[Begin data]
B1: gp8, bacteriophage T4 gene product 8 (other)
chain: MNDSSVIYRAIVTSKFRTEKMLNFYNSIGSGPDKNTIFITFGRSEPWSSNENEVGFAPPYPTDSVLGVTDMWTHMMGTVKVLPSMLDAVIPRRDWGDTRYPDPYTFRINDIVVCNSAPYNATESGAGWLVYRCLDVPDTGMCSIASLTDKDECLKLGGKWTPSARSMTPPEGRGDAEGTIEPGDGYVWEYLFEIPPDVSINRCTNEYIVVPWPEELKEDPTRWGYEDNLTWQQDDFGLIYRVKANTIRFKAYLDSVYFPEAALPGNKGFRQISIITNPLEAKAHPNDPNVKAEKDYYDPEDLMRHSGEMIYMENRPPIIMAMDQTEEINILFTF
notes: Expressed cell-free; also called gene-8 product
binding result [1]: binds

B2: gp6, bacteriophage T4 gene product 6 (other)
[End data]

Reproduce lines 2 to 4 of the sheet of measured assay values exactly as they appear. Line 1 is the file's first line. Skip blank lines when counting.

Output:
chain: MNDSSVIYRAIVTSKFRTEKMLNFYNSIGSGPDKNTIFITFGRSEPWSSNENEVGFAPPYPTDSVLGVTDMWTHMMGTVKVLPSMLDAVIPRRDWGDTRYPDPYTFRINDIVVCNSAPYNATESGAGWLVYRCLDVPDTGMCSIASLTDKDECLKLGGKWTPSARSMTPPEGRGDAEGTIEPGDGYVWEYLFEIPPDVSINRCTNEYIVVPWPEELKEDPTRWGYEDNLTWQQDDFGLIYRVKANTIRFKAYLDSVYFPEAALPGNKGFRQISIITNPLEAKAHPNDPNVKAEKDYYDPEDLMRHSGEMIYMENRPPIIMAMDQTEEINILFTF
notes: Expressed cell-free; also called gene-8 product
binding result [1]: binds